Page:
6 risers and fallers from Michigan football team's spring camp
It was an uneventful spring camp for the Michigan football team -- and that's a good thing for a club that has 15 starters back from an 11-2 campaign.
Coach Brady Hoke wasn't changing up schemes. He has most of his playmakers back. He has established leaders, and depth at several key positions (with both lines being a notable exception).
He mostly was looking to get out healthy after 15 practices, and he did that, aside from some lumps here and there. But a few surprises did emerge along the way.
It's prudent to not read too much into the spring game -- which featured Denard Robinson for only one series, for example, and only base schemes on both sides of the ball, for another.
But, judging from what we saw Saturday, bolstered by camp reports from players and coaches, here are some risers and fallers from Michigan's spring:
As it turns out, Burzynski has run with the first unit since about the midway point of camp, and got the call at left guard for the spring game. He was the biggest surprise of camp, and provides an unexpected source of depth on an offensive line that badly needs it.
Looking ahead: Burzynski will try to lock down the left guard spot in fall camp, battling Mealer and incoming freshman Kyle Kalis for the job.
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Running backs coach Fred Jackson has lauded Rawls since he first stepped foot on campus, and had fans in a tizzy last fall when he likened the Flint native to a faster version of Heisman Trophy winner Mark Ingram.
Rawls ended up carrying the ball only 13 times. Coaches have since said he exhibited poor vision last year, and too often tried to power through tackles. Now, he's avoiding them altogether and reading his holes quicker. It showed this spring, as he shimmied his way into consistent carries, and again in the spring game, when he was the first alternate for starter Fitz Toussaint in the backfield. He scored the day's only two touchdowns.
Looking ahead: Rawls helped himself in a big way this spring, and will be in a head-to-head battle with senior Vincent Smith for the non-Toussaint carries this fall. Smith is a proven blocker and pass-catcher, but Rawls is a powerful and more dynamic rusher.
The redshirt freshman quarterback doesn't have a powerful arm, but he displayed in the spring game the accuracy and mobility coaches have raved about throughout camp. He moved the offense consistently, and Hoke isn't asking for much more than that from his backup.
It's important the Wolverines have a reliable No. 2 in the chute, since Robinson's running exposes him to frequent bang-ups. Bellomy showed he could be that guy -- and was certainly more impressive than current No. 2 Devin Gardner in the scrimmage. He completed six of his nine passes against the second-unit defense.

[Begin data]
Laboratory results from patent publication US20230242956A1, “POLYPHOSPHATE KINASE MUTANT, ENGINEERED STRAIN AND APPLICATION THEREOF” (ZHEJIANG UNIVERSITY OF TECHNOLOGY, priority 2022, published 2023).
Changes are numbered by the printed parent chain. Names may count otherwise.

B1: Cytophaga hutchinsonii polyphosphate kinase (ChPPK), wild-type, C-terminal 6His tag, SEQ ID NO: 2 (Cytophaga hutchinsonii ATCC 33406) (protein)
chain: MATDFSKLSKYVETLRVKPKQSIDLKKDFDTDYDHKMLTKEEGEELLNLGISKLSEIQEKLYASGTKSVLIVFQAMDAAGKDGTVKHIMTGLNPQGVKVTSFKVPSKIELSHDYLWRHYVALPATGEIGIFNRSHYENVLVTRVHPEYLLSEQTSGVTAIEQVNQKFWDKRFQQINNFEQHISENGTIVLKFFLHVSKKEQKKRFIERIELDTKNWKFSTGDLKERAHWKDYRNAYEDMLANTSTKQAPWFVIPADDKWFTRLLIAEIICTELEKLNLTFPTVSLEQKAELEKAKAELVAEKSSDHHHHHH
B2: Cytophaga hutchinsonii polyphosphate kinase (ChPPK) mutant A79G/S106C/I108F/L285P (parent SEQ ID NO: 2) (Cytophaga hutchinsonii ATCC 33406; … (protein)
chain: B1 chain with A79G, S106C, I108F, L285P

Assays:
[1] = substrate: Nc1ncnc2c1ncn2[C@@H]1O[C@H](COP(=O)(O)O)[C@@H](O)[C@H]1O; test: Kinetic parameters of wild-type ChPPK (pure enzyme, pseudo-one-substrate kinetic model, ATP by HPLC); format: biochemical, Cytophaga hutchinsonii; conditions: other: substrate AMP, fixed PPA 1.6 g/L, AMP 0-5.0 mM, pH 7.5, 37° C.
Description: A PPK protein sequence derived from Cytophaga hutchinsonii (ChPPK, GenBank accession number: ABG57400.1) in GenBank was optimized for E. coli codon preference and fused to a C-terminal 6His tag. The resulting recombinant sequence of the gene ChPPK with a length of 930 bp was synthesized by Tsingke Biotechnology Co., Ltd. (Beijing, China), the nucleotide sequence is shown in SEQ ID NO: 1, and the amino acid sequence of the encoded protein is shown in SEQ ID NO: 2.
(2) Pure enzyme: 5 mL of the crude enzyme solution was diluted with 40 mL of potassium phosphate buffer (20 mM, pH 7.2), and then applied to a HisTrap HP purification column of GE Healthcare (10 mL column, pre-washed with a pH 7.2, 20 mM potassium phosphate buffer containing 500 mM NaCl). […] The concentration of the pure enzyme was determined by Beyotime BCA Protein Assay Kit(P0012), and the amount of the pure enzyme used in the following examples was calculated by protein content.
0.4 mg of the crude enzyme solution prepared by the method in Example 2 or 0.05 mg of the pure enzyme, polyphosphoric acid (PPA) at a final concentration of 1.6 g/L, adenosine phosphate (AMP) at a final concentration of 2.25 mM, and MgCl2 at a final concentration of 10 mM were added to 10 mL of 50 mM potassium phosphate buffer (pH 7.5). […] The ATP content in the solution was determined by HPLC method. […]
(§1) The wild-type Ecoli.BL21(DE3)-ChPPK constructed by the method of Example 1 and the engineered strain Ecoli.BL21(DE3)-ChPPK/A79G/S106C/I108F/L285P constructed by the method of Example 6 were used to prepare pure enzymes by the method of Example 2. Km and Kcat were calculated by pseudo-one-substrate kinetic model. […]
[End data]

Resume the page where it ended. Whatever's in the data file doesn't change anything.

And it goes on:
Looking forward: Hoke was clear that Gardner remains Michigan's No. 2 quarterback, which means Bellomy is the No. 3. Neither will supplant Robinson at No. 1. That means the best Bellomy can do is challenge Gardner for the backup role -- and he could do that, especially if the Gardner Experiment at receiver develops into something more.
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Speaking of Gardner ... he wasn't dreadful in the spring game, but he was close. He took a sack on his first snap, threw an interception on his second and things didn't get much better from there. He completed only two of his seven passes. Hoke said Gardner remains the backup quarterback, but could that change? It's more likely now than it was before the start of camp.
The junior also took snaps at receiver this spring, in an effort to utilize his athleticism. He's one of the Wolverines' best overall athletes, and his 6-foot-4 build makes him an attractive option at wideout, where Michigan lost top big-play threat Junior Hemingway.
Looking forward: Now that Bellomy is surfacing as a capable option as a backup quarterback, would it behoove the Wolverines to promote him to the No. 2 quarterback spot and slide Gardner to wideout? That will be a burning question heading into fall camp. As for now, Gardner needs to iron out his issues in the passing game, if he is to remain Michigan's quarterback of the future (with Bellomy gaining ground, and five-star recruit Shane Morris set to join the program next year, that's no longer a certainty).
Mealer came to Michigan as a four-star tackle and ranked among the top 30 players nationally at his position. Now a fifth-year senior, he has played in only 10 games, and started none of them.
After Michigan moved its top two left guards to other positions this spring, it appeared Mealer, a career utility player, was primed to earn a starting spot. He was mentioned consistently by coaches as a starting candidate, and he appeared to be the favorite after redshirt freshman Chris Bryant was moved to right guard. But he was beaten out by Burzynski for first-team reps in the spring game, and could be headed back toward utility duty.
Looking forward: Mealer will still receive a steady diet of reps as Michigan tries to develop depth on its offensive line. His direct competition for playing time will be Burzynski and Bryant, as well as Kalis.
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The position was expected to be a work in progress, after it lost three starters from last year, and that proved to be the case. The Wolverines aren't so bad at end, where Craig Roh (strong side) and Brennen Beyer (weak side) played well. Their backups, Keith Heitzman and Frank Clark, respectively, showed promise.
But Hoke said the middle was "soft" in the spring game. Will Campbell and Jibreel Black started at tackle and flashed potential, but aren't anywhere near the level at which Mike Martin and Will Heininger played last year. Their backups, Quinton Washington and Richard Ash, have a long way to go before they're ready to contribute.